• If God requires us to live holy lives, we must be able to do so.
  • Socinians and Unitarians hold this view.
  • Pelagianism was condemned at the Synod of Carthage (418) and at the Council of Ephesus (431)
  • Augustinian
  • Adam transmitted sin to his progeny by means of natural generation.
  • The entire human race existed seminally in Adam.
  • Identified humanity as spiritually dead.
  • Semi-Pelagian
  • Attempt to find middle ground between Pelagianism and Augustinian views.
  • Adam’s sin caused spiritual weakness rather than fallenness.
  • Spiritually sick instead of well or dead.
  • Wesuffer from a spiritual deficiency due to Adam’s fall.
  • Common view of Roman Catholicism.
  • Some would put Charles Finney (first to use the “altar call) into this category.
  • Arminian
  • Adam’s sin causes guilt, depravity, and punishment in the human race.
  • God’s prevenient grace enables man to cooperate with God to overcome this state.
  • Given to all humans indiscriminately.
  • Basis of all the goodness found in humans everywhere.
  • Universally given to counteract the effect of sin.
  • Since God has given this grace to all, everyone is capable of accepting the offer of salvation.
  • There is no need for any special application of God’s grace to particular individuals.
  • John Wesley was a proponent of this view.
  • Federal/Covenantal
  • Adam was appointed head of the human race by God.
  • God entered into covenant with Adam, agreeing to give eternal life on condition of obedience.
  • The race is condemned on the basis of Adam’s sin.
  • New School
  • All men are born with a physical and moral constitution that predisposes them to sin.
  • All do sin wen they arrive at moral consciousness.
  • The original predisposition may be called sin since it leads to sin, but only voluntary acts are actually sin.
  • God imputes men only their own acts of rebellion.
  • This view was a reaction to Puritan theology.
  • Neo-Orthodox
  • The fall is representative of what happens to everyone.
  • We all have our own “little scene in the Garden of Eden”
  • Both Barth and Brunner rejected the reality of a literal, historical Adam and Eve
  • Liberation Theology
  • Sin is a collective reality revealed in social and political situations.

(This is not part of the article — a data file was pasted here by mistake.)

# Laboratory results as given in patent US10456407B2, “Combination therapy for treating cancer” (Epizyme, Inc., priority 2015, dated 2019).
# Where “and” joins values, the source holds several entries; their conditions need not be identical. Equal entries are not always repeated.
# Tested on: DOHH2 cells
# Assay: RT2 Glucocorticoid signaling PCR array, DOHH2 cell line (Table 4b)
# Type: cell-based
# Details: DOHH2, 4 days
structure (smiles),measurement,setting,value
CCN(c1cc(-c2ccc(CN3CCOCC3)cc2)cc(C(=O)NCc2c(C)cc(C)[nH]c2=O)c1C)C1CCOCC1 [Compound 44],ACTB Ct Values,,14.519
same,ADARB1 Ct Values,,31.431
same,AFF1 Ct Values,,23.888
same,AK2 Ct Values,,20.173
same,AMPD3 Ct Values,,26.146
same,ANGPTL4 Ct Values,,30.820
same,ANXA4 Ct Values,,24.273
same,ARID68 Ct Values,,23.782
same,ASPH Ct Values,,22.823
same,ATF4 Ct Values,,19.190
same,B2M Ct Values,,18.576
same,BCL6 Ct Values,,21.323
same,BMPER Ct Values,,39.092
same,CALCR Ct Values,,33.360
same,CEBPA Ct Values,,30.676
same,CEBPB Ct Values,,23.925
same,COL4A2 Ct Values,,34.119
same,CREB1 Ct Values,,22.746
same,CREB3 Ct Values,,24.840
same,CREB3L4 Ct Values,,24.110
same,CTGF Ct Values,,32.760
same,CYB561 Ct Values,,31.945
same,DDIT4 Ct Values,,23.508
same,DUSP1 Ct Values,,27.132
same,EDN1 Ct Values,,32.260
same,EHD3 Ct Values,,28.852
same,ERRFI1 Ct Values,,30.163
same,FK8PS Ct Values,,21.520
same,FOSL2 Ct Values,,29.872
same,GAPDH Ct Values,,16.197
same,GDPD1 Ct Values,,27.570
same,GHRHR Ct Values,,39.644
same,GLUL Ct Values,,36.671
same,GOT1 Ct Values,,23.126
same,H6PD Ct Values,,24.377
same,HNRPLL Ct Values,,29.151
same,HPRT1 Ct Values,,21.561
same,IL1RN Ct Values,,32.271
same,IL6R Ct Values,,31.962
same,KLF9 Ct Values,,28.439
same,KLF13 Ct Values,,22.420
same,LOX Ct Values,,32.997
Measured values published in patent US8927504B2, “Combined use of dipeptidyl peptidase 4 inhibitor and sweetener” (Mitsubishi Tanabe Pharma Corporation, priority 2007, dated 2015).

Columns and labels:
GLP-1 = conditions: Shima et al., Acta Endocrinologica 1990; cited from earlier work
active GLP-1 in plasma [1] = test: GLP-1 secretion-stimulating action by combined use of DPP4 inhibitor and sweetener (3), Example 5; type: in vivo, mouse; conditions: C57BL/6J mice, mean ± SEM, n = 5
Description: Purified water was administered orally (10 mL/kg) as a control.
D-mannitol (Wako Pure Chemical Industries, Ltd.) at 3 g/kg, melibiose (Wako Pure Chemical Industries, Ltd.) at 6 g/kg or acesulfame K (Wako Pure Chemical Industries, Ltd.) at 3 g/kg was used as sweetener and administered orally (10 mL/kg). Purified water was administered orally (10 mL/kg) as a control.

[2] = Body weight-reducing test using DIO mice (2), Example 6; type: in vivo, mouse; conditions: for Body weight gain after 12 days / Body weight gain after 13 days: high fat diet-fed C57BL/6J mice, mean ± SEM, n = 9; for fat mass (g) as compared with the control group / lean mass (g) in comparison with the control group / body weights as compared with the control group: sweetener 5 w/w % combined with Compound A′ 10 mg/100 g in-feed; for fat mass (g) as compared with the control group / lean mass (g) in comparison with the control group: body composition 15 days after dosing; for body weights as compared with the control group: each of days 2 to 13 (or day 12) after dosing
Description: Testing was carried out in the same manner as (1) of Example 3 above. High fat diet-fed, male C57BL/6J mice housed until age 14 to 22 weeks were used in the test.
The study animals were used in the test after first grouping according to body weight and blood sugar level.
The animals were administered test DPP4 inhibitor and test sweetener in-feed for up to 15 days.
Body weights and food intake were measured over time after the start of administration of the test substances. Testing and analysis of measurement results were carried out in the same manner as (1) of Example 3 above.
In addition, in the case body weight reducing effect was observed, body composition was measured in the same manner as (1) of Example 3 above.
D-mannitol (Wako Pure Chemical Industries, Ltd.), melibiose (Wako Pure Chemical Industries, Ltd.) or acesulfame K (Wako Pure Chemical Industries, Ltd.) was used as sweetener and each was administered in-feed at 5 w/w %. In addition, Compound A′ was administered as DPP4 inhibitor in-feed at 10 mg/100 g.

• Sin is a act of society rather than an individual act.
  • Oppression of the poor, ethnic, or gender groups.
  • The solution of sin is social and political freedom.
  • Many stories taken as allegorical.
  • Moses leading the Israelites shows God freeing His people from oppression.
  • Mediate or Immediate
  • Immediate
  • Transfer of guilt and corruption
  • Mediate
  • Propensity for sin. Personal sin and personal responsibility.
  • Are there degrees of sin?
  • “Little sins” are still against a holy God.
  • Different sins may have different consequences.
  • The same sins may affect people differently according to their role or position in leadership.
  • The Death of Infants
  • All infants are lost due to their corruption by sin.
  • Only elect infants are saved.
  • All infants are saved through benefits of the atonement.
  • Infants are in a state of sin and requires regeneration— Ps. 51:5; Eph. 2:3
  • Infants posses relative innocence—Deut. 1:39; Jonah 4:11; Matt. 18:3-4
  • Appear to be special objects of divine grace— Matt.18:5,6,10,14; Matt. 19:14
  • Age of accountability
  • You don't have to teach a child to sin.
  • Evidence for the salvation of infants.
  • Deut.1:39
  • 2 Sam. 12:23
  • Revelation 5:9?
  • Closing Toughts
  • Sin of commission and omission.
  • Commission- doing wrong willfully
  • Omission- unkowingly or without thought
  • All sin is sin.
  • 1 John 3:4; 1:9
  • James 1:9
  • We are held responsible by God or both.
  • Idolatry
  • Col. 3:5
  • Fornication- “immorality”
  • Undearness- “impurity”
  • Passion- “physical side”
  • Evil desire- “mental side”
  • Covetousness- “greed”
  • These sins follow the individual’s desires instead of God’s. We end up worshipping ourselves and not God. We make ourselves to be our own god.
  • The Ten Commandments
  • They reveal our sin.
  • People do not understand their need for a Savior if they do not know that they need saving.
  • Let God’s Word convict
  • We are unable to keep them.
  • If we sin once we have broken them all. They are a unit.